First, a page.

I woke up at my usual just-shy-of-five time and decided to make good on the promise to myself from the night before: I would make a good faith effort to check the waves despite the reports' tales of woe from the swell charts.
Because of the NW direction of the swell, I made MD's my first check. As I came within eye shot of the surf at 15th, my eyes bulged out of my head. What is THIS? There's SWELL! As I hung down and then right onto Coast Blvd, I came to the realization that it wasn't a maritime mirage, but honest-to-goodness, consistent grinders up and down the beach.
I parked at 20th and was about to ask a guy coming in how it was. Unprompted, he said, "It's soooo good!". Yowza.
On my first wave, I was a bit inside, but made it onto the wave and around the initial crashing section. I did a quick pump, then had to take my foot off the gas as the wave hit a deep spot and slowed down. I put more weight on my front foot to stay on it and the wave felt sand again, turning steeper. The wave was shutting down, though it was more of a foam-over than a classic slamming closeout. I kept weight on my front foot as I slashed and managed to stay over my board, but I faded off the back.
My next wave was a second left, but this one was slow the whole way. I pumped and did my best to not fade. I was successful, but there was no reward. The wave somehow shut down without having any sort of decent slope from which to harvest speed.
The next left had some slope to it, though it did start off a little slow. I milked the most speed I could off of it and made it to the inside section where I slashed it well, but there was little pushback from the wave and I plopped off my board, devoid of speed.
A weird thing about the waves today is that the prevailing swell direction was NW, but the vast majority of rights were shutting down almost immediately.
Case in point: My next wave was a scrumptious-looking steep right. I dropped down at an angle and tried to avert destiny by giving myself the best chance to make it around the section. I choked up with a quick pump, but the thing shut down behind me and in front of me, hitting me in the back in the process.
Then, one of the weirdest, most startling things that has ever happened to me occurred. I paddled back out from the right and perched. About three minutes later, I spotted this massive sea lion, quite possibly the biggest I'd ever seen in the wild, motoring RIGHT towards me from about two o'clock. I noticed how much of its body was out of the water, meaning the guy was MOVING!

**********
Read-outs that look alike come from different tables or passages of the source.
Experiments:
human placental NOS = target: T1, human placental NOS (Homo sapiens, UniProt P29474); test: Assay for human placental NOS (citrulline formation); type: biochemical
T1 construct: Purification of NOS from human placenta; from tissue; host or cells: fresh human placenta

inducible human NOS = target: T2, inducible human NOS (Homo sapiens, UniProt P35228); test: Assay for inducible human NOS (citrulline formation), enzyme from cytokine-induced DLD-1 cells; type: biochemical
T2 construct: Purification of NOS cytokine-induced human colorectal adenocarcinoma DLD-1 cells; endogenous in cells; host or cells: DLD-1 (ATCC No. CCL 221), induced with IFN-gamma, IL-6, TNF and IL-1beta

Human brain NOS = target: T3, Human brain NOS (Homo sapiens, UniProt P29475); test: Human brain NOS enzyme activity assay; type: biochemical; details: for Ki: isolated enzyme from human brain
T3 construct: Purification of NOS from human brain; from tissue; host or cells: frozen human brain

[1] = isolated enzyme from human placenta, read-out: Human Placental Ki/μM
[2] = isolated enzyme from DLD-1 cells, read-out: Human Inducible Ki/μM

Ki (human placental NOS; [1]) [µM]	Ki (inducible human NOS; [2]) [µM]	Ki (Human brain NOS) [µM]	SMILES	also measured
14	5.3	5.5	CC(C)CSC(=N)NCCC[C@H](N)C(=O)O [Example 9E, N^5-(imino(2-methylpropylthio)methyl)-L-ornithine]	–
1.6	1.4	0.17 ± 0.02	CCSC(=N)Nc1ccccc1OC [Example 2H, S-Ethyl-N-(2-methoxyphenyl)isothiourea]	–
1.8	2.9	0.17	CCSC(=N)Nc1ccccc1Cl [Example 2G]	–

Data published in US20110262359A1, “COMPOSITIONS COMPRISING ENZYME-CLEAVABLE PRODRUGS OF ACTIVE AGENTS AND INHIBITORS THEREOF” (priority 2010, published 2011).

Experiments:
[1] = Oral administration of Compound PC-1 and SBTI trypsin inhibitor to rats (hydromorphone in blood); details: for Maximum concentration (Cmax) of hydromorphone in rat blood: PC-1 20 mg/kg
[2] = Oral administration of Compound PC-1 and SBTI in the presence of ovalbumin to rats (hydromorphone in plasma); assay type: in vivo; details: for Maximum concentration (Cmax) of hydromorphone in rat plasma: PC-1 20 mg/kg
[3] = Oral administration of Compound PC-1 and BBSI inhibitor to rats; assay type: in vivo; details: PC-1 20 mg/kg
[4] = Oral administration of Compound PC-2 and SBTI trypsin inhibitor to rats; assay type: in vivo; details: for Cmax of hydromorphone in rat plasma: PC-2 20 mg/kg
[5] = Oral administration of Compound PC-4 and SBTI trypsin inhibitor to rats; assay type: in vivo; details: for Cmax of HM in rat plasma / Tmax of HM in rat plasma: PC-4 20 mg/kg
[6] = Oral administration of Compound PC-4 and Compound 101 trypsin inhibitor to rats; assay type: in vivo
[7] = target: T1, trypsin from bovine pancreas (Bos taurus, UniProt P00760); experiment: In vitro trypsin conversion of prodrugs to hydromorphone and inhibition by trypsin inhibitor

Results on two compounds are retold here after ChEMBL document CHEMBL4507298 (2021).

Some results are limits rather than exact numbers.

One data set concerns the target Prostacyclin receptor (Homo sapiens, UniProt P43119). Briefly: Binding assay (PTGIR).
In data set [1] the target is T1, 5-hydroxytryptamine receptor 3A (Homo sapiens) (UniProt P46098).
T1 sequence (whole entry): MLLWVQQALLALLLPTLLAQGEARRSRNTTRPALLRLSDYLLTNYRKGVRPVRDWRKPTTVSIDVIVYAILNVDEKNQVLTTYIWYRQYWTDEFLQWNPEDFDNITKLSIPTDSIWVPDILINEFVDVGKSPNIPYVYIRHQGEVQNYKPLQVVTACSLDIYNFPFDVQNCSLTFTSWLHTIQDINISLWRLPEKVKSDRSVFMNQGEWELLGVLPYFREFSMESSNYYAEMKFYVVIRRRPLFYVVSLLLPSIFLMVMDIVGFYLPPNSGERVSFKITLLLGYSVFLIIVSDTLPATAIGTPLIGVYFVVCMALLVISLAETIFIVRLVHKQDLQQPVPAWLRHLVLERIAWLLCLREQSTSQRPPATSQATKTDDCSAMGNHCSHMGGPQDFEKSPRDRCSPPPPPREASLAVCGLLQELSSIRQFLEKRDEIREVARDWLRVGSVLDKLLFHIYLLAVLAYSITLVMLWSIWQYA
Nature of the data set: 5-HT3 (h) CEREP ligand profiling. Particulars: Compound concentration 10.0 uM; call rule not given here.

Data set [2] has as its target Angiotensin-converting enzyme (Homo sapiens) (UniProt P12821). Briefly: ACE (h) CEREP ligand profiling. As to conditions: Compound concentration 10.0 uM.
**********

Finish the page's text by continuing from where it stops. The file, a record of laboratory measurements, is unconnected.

Its mouth was open and it looked angry. It was staring right at me. I looked at it mostly bemused, but somewhat bewildered. It had two huge protrusions in its mouth, not sure if they were tusks, but they were so gnarly. I stood my ground, getting a little more alarmed. Then, when it was about fifteen feet away, it let out a heavy-sounding grunt/cough; the presence of which slammed my chest against my board and sent me scurrying. The first four or so strokes were sprint-paddles, but I cooled it down because I was concerned the splash chaos would attract it to me. I was so scared! Within ten seconds, I looked to the south and it had semi-surfaced from the dive it took when my head was turned. PHEW!
My next wave was a sick left, though it didn't look so at first. It appeared to be slow, and I pumped up to try to generate some speed. The wave then hit a shallow spot and started spinning quickly. I was in a really critical spot; the opening part of the lip tapping me ever so slightly twice. Then the wave slowed way down, and I slammed on my backside rail hoping to throw a ton of spray. I did, but it was at the expense of making it. I made the mistake of too critical a turn for too flat a wave. Bummer.
My next wave was a right, which today meant a quick exit. Luckily, I was able to make something of it this time and swung up into it for an aerated rock 'n roll. In surfing, this is called a foam climb. Here is the footy, but we warned, it gets salacious at the end!
The curse of the lazy lefts continued. I caught a wave I wasn't sure would develop and descended it straight down, I cut back up then stomped on the deck of my board with my front foot and leaned way down, hoping this would allow me to continue down the face. It didn't, and I plopped over.
Another left, but this one had more steepness to it. I saw after descending it was going to close out on me, so I took the opportunity to soul arch my way out of it. I jumped over the foam and that was it.
After two more lazy lefts, I'd decided I couldn't bear the sting of my wetsuit rashes any longer. I succumbed and beached myself, hoping tomorrow would have bear more of the same.